As debuts go, rupturing your ACL in the early stages thereof and missing the rest of the season thereafter fairly stinks. Yet the giant RG Snymann had shown enough in that maiden outing to leave Munster fans in no doubt as to what they’d be missing for the remainder of last season.
Last night, the long road back for the player and the Thomond Park faithful reached the desired conclusion when the big South African made a memorable cameo, crossing for the home side’s final try against those from his native land.
This was no cake walk for those in red however. More like the emotional carnival a Munster match has tended more often than not to be for the better part of three decades. Most surprising was the sense that, with a South African coach, they surely must have known those backed by DHL were likely to deliver. A game plan predicated on keeping ball in hand and operating almost to a 7s script.
Right from the off, it was clear The Stormers were a different animal to the Sharks. Their ball retention in hand and productivity with it initially bamboozled an overly generous Munster defence. Constructing an early 15-0 lead for themselves.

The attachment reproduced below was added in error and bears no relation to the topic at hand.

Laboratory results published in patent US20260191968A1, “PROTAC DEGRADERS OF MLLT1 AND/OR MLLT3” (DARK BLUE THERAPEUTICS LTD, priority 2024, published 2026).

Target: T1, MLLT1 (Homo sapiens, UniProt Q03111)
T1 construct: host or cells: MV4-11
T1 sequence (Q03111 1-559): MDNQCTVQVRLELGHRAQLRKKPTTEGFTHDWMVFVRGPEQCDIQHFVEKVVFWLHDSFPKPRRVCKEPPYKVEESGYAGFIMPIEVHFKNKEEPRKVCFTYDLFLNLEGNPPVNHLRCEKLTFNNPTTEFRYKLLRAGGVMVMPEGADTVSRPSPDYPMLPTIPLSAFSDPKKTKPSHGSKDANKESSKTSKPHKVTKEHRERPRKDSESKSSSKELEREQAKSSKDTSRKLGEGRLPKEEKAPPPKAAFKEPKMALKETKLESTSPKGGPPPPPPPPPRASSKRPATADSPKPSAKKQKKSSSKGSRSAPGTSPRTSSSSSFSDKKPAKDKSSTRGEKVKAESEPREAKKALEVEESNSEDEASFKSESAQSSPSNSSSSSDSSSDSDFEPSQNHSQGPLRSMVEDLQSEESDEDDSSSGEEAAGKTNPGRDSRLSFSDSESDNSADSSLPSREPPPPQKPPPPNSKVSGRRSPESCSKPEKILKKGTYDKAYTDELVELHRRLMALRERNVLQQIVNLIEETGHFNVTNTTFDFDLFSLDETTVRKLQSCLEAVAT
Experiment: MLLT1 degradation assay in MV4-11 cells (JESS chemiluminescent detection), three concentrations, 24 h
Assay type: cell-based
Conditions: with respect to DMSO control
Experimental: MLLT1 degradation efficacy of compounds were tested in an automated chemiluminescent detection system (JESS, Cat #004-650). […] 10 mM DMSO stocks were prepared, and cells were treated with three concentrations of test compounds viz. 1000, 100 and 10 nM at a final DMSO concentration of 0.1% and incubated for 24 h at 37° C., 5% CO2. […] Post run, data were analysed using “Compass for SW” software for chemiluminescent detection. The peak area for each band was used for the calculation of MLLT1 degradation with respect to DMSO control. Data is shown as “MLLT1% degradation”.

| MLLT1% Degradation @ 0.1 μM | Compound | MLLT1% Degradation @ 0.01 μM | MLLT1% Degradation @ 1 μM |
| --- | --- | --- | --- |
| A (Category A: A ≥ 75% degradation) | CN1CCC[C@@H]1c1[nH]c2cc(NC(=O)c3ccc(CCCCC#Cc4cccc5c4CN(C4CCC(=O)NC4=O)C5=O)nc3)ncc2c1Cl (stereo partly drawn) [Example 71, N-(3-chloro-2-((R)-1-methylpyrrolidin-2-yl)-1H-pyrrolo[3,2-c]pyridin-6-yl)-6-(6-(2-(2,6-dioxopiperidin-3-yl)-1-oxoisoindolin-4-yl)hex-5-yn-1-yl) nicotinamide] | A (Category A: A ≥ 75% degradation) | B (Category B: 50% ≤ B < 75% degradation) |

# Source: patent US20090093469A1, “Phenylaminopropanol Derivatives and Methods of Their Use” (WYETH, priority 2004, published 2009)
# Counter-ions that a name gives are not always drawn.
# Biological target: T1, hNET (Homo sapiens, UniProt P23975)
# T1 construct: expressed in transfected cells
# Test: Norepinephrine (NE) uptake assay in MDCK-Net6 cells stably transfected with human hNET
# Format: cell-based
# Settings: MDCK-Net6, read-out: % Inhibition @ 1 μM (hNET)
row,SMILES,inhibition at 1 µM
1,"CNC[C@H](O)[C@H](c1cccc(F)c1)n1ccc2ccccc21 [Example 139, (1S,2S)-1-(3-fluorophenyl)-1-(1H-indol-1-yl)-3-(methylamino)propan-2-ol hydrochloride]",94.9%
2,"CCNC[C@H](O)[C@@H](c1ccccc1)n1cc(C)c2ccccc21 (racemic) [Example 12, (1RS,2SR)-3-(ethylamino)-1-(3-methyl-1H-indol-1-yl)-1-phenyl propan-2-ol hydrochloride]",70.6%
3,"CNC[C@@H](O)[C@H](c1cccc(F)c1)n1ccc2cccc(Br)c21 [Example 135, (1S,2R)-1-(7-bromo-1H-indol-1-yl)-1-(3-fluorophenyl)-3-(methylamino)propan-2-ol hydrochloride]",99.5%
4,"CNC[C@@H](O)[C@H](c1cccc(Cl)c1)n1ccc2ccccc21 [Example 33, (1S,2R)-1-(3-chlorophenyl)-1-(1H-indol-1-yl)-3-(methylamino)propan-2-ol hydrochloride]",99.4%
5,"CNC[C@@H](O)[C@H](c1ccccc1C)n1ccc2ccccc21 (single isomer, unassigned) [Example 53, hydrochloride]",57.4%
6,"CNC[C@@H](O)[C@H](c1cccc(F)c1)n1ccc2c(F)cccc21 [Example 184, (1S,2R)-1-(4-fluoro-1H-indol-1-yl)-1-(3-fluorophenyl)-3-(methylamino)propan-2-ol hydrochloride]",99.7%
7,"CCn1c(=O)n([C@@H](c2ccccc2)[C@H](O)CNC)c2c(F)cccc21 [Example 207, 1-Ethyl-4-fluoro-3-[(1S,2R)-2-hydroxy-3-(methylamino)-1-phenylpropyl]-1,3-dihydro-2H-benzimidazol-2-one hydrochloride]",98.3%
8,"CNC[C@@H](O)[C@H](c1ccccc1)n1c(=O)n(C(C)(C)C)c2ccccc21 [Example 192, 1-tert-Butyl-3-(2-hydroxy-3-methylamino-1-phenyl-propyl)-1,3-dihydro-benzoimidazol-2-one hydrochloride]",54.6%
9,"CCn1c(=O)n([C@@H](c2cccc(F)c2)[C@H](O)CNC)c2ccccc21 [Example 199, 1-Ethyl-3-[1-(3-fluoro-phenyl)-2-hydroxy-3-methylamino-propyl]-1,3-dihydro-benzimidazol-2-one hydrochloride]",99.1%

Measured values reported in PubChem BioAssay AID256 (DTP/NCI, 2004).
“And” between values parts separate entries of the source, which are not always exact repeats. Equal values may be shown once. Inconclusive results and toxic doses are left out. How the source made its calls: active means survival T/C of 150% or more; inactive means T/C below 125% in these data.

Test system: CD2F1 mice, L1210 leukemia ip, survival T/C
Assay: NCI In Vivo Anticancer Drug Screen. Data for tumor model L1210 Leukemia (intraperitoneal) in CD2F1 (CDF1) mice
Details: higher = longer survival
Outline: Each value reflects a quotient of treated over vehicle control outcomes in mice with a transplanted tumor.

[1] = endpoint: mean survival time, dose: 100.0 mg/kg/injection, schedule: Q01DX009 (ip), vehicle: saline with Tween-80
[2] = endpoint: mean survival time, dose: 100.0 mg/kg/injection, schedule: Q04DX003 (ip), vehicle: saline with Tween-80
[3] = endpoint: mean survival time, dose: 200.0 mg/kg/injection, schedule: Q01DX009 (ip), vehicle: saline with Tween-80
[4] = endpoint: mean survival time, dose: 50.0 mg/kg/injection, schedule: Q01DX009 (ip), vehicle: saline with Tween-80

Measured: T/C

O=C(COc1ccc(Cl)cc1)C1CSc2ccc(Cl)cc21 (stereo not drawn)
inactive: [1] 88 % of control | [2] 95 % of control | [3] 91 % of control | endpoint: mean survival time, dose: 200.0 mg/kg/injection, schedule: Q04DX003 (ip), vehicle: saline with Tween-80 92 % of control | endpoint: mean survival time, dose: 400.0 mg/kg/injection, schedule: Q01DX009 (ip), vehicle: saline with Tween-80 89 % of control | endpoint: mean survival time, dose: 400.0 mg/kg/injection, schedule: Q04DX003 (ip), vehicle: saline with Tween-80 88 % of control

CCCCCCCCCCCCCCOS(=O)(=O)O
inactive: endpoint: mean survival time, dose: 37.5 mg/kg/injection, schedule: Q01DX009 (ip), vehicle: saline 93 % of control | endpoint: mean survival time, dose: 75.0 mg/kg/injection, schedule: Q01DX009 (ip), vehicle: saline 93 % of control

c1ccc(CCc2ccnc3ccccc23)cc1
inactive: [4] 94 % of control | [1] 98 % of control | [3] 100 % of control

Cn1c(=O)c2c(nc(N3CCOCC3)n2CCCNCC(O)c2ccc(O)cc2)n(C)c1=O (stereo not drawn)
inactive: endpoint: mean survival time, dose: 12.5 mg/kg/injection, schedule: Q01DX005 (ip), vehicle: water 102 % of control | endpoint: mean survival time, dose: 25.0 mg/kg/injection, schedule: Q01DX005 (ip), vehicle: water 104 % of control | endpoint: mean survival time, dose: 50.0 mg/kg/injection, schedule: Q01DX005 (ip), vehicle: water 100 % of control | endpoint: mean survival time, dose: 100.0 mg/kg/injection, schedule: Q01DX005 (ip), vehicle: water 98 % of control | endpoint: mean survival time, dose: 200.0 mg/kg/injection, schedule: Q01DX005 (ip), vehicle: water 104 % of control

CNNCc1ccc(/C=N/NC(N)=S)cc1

What was bordering on the impugnity with which the Stormers were infiltrating the hometown rearguard eventually poked the bear from its slumber and after somewhat belatedly engineering a means to go back to Thomond Park basics – repeated phases of pick-and-drive, Jack O’Donoghue touched down under the posts. Leaving them trailing by eight at half time.
Now, this corner wouldn’t be the biggest fan of Johann Van Graan’s management, but, all the money in one’s turf accountant holding would be wagered that this was one particular occasion when senior voices in the dressing room did the needful at the break.
Because right from the getgo there was an air of the ‘old’ Munster about things. In short, they completely dominated the contest. O’Donoghue went over again, while other ‘majors’ were tacked on courtesy of Niall Scannell and Jean Kleyn. Scannell’s score coming after an exquisite crossfield kick from his brother, Rory.
For many, including this viewer, though,I suspect the most treasured try of the night will have been the last one. The returning Springbok announcing himself in the best way possible. With two bonus point wins and stars returning from export and injury, the two-time European Champions are entitled to feel fairly good about life.
All the while conscious of the fact that, with other Irish sides having made eye catching beginnings to their owns seasons, the Red Army will have to remain performing at their optimum simply to keep pace with them.